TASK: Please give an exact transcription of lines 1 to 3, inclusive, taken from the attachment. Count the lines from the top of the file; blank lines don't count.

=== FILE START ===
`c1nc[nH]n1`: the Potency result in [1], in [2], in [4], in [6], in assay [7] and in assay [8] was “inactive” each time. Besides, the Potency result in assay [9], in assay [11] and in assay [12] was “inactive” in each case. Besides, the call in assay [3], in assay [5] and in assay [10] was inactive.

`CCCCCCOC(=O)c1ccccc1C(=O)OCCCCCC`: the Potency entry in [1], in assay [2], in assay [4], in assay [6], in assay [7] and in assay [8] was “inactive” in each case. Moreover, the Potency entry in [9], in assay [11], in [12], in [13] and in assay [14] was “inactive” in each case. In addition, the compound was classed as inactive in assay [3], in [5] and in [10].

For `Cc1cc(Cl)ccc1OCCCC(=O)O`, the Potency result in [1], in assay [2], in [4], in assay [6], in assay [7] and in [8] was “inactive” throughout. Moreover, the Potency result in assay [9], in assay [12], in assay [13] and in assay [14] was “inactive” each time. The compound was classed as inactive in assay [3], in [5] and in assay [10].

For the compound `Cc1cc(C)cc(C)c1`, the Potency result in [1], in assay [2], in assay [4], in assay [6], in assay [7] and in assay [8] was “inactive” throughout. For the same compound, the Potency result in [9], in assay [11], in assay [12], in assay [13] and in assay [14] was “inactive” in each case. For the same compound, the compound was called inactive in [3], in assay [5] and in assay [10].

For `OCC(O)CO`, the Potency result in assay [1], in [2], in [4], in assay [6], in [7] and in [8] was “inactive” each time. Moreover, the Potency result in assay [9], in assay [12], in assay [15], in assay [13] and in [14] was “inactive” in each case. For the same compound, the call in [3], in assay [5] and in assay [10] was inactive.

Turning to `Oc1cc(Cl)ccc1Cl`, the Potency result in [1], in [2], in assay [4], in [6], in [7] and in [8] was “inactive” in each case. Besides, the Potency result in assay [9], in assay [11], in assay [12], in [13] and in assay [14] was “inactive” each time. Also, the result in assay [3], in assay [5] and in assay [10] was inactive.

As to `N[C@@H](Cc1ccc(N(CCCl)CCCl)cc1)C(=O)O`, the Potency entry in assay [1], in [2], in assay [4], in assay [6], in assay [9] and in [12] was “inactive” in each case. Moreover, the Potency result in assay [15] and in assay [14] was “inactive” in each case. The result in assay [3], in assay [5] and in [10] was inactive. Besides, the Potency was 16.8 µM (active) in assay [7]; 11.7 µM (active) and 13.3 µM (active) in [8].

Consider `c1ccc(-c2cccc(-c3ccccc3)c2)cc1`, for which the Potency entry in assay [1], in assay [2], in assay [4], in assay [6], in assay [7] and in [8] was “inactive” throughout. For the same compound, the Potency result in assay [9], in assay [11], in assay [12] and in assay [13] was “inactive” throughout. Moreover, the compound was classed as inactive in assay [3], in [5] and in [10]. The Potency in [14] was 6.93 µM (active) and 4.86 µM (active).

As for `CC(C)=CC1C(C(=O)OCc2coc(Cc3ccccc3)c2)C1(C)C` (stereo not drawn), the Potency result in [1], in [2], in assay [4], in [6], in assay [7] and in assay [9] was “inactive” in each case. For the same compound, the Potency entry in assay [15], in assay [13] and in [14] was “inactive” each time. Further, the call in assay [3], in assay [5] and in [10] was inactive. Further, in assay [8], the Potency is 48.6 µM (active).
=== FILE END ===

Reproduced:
`c1nc[nH]n1`: the Potency result in [1], in [2], in [4], in [6], in assay [7] and in assay [8] was “inactive” each time. Besides, the Potency result in assay [9], in assay [11] and in assay [12] was “inactive” in each case. Besides, the call in assay [3], in assay [5] and in assay [10] was inactive.

`CCCCCCOC(=O)c1ccccc1C(=O)OCCCCCC`: the Potency entry in [1], in assay [2], in assay [4], in assay [6], in assay [7] and in assay [8] was “inactive” in each case. Moreover, the Potency entry in [9], in assay [11], in [12], in [13] and in assay [14] was “inactive” in each case. In addition, the compound was classed as inactive in assay [3], in [5] and in [10].

For `Cc1cc(Cl)ccc1OCCCC(=O)O`, the Potency result in [1], in assay [2], in [4], in assay [6], in assay [7] and in [8] was “inactive” throughout. Moreover, the Potency result in assay [9], in assay [12], in assay [13] and in assay [14] was “inactive” each time. The compound was classed as inactive in assay [3], in [5] and in assay [10].